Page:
Trimo Monkey Wrench

Tool Restoration

12-19-1911 Patent

Back in mid-December I posted about some Trimont wrenches I cleaned up.  They were pretty simple cleanups and turned out nice - and it seems I really like these old wrenches, then again - that's probably a surprise no one! A little before that, December 9, 2023, I went to The Tool Box and picked up Trimo monkey wrench for $4.00!  Let's get into it!

Monkey vs. Pipe Wrenches

It wasn't until the past year that I came to understand that a Monkey wrench isn't the same as a pipe wrench!  In my defense, there's a couple reasons I didn't know (this is my excuse anyway):  1 - Monkey wrenches and pipe wrenches look the same to the untrained eye, and 2- the names are often used interchangeably. 

However, there are two main differences between them: 
  • The monkey wrench has a smooth, flat jaw, while the pipe wrench has serrated teeth on its jaw. 
  • Pipe wrenches have a stationary lower jaw and movable upper jaw, while monkey wrenches have a stationary upper jaw and movable lower jaw.
Now we know, and my wrench here turns out to be a Monkey wrench, technically my first!

Rust Removal

Like I said earlier, this piece is a $4.00 purchase from a second hand tool store so, while it was in good condition - it wasn't in perfect condition.  

The patina was pretty heavy on this wrench

So - into a little pool of Evapo-Rust for about 24 hours!

Monuments are anchors in time. Epochs pass, weather erodes, people lose interest. This cannot be helped. But patina itself is worth appreciating. Patina is the value that age puts on an object. It’s what makes an antique antique. It is experience, maturity, the soft sheen of time. Patina wasn’t present at the spanking-new creation. It comes from a life lived.  --- John Yemma, On Thanksgiving: the memorial that time forgot, November 2, 2006

After all, one man's patina is another man's dirt, sweat, grime and rust!

Wire Brushing and Dremel

That Evapo-Rust worked like a charm!  After cleaning, I took the two main parts to the bench grinder with the wire wheel, which really made the wrench sing! 

The I used a couple wire brushes on the Dremel tool and brought the whole tool to a brushed finish.  I think the two phases (bench grinder and Dremel) took maybe a total of about 15 to 20 minutes!


After the wrench came out of the Evapo-Rust bath, it was clear that black was the original color of the wrench.  And, as you know if you've been around 173 for a little while, red is the signature color around here.  But this time I decided to go with the tool's original look.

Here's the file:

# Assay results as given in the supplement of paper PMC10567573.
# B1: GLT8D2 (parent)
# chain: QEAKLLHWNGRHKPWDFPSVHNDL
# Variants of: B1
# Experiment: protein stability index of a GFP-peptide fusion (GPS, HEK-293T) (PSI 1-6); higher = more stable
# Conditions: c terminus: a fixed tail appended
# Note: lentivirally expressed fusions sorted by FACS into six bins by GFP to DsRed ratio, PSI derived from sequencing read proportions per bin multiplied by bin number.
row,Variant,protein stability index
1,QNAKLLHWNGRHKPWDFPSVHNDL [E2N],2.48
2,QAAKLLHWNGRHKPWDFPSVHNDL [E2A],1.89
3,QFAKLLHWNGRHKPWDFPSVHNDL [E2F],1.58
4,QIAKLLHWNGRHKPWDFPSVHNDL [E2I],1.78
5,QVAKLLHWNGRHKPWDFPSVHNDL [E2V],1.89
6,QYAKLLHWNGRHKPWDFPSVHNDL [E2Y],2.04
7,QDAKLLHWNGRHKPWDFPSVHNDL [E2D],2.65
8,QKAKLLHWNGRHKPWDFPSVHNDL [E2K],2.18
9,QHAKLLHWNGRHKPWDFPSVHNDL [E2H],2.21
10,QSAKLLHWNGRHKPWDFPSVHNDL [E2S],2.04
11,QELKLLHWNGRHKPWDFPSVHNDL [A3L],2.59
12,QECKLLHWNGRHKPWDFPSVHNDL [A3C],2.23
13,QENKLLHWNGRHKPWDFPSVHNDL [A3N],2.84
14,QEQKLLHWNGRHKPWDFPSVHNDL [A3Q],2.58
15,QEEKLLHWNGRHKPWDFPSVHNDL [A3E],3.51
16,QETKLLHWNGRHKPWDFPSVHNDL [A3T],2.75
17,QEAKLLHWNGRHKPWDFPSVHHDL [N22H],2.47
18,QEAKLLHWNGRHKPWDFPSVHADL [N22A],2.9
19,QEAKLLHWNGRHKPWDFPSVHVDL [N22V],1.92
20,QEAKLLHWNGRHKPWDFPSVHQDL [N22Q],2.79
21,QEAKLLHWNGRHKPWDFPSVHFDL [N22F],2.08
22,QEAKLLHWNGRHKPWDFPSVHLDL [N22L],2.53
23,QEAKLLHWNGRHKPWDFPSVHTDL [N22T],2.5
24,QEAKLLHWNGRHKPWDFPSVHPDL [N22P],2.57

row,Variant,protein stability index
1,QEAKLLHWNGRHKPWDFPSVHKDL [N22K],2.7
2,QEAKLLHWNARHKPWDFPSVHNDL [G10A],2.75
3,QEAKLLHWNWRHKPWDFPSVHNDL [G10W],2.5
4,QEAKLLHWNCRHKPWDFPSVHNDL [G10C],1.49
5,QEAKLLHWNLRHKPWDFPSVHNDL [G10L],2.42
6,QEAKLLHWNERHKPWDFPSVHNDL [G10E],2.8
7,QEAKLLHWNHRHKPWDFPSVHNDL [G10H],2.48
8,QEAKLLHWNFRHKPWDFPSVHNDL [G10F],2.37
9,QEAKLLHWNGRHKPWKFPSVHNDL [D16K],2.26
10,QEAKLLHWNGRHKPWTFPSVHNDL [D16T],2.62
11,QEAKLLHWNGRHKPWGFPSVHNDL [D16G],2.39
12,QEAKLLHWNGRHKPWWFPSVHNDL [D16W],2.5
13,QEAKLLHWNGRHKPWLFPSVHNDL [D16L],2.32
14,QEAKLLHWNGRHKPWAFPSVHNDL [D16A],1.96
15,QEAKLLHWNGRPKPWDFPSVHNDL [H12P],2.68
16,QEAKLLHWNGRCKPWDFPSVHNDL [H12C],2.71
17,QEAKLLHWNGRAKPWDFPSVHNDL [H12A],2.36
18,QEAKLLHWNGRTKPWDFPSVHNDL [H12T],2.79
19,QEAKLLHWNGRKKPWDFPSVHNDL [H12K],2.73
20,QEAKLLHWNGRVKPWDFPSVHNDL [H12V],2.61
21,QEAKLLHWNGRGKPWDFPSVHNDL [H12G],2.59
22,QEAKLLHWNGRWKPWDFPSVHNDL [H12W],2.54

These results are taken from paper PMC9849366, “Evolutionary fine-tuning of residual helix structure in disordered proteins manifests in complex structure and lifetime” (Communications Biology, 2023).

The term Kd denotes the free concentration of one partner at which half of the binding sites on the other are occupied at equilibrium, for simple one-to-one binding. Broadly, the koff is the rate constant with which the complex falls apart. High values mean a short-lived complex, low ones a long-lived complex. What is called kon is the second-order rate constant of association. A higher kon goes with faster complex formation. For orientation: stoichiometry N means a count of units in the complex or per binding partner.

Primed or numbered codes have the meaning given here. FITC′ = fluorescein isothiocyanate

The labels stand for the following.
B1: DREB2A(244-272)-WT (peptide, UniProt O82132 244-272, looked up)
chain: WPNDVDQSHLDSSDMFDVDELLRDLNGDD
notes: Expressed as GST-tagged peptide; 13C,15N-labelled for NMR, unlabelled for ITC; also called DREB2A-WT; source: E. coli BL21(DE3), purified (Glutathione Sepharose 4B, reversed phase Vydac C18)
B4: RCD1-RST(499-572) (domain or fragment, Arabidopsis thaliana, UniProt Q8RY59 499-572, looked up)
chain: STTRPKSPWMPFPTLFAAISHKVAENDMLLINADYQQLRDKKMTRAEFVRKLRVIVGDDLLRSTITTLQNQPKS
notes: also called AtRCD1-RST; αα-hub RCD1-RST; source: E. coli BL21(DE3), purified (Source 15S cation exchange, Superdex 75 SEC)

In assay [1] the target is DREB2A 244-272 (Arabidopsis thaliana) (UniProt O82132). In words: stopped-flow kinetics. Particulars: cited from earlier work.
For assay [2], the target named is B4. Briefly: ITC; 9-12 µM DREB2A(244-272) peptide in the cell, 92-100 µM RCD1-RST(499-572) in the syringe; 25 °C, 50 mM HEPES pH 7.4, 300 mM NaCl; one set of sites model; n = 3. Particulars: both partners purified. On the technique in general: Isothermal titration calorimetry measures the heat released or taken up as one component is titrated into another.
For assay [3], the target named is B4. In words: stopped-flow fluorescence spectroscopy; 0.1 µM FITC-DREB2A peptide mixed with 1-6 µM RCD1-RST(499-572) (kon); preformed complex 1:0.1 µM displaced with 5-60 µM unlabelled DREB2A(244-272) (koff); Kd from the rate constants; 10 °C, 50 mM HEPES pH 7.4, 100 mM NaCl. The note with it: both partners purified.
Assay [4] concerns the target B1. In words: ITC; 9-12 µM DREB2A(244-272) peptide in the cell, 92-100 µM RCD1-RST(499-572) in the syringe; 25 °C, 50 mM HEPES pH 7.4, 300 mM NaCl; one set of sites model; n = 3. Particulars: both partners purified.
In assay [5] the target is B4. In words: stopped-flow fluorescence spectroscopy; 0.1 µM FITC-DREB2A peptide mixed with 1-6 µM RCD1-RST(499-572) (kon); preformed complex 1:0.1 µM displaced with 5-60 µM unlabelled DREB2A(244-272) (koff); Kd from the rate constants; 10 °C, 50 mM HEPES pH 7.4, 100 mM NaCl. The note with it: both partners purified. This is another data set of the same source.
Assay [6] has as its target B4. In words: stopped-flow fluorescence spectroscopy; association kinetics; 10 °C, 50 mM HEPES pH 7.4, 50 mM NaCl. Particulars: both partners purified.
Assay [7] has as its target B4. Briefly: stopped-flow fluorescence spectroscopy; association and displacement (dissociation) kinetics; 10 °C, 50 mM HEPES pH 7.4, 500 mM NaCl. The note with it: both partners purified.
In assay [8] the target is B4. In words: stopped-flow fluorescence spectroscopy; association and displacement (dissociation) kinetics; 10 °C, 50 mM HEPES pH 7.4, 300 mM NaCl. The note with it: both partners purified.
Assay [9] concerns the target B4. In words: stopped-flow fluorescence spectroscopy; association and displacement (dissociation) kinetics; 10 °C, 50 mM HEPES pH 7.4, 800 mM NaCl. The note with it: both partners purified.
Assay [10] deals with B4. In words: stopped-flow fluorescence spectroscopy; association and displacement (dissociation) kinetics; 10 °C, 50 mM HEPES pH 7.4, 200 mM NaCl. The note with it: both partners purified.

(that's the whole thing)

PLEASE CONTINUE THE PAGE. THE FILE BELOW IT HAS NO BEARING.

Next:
So I applied two coats of Rustoleum Satin Black.  Instead of taping off different parts of the wrench body, I just sprayed the whole thing.  I had a plan.  But, because I got all excited about my plan, I didn't take the right progress pictures so we'll come back to that in a couple minutes!

Old tools have stories; I feel connected with their history through the handles polished over years of use, the patina of wear, and an owner’s or maker’s name stamped onto the tool. ― Garrett Hack, Classic Hand Tools

The Moveable Jaw

Now we come to the moveable jaw.  I'm not a fan of painting this jaw because it's the piece that goes through the adjustment nut.  That's a recipe for just boogering up the threads of the nut and ugly-fying the teeth on the jaw.  What's a man to do?  Cold bluing of course!  I cold blued the entire jaw to start, then sanded it off the high spots that I wanted to shine.

Which brings us to the master plan!

Fancying  The Wrench Body

While not at all an original idea, my master plan was to have the body of the wrench and the lettering in the handle be bare metal.

So, after the paint dried, I sanded off the paint on the key areas, leaving the wrench looking like this!

Its Natural Habitat

With that done, I needed to decide where the wrench would reside.  I considered putting it with some of my small wrenches on the tool board in the workshop annex (he says wryly!), but it just looked too "fancy" to hang with those boring old guys.

So I decided this, my first monkey wrench, had earned a spot on the pegboard over the primary workbench!  And here's my "new" Trimo in its natural habitat!

Hey, thanks for stopping by and, because this is the first post of 2024 - Happy New Year!
Next Post Previous Post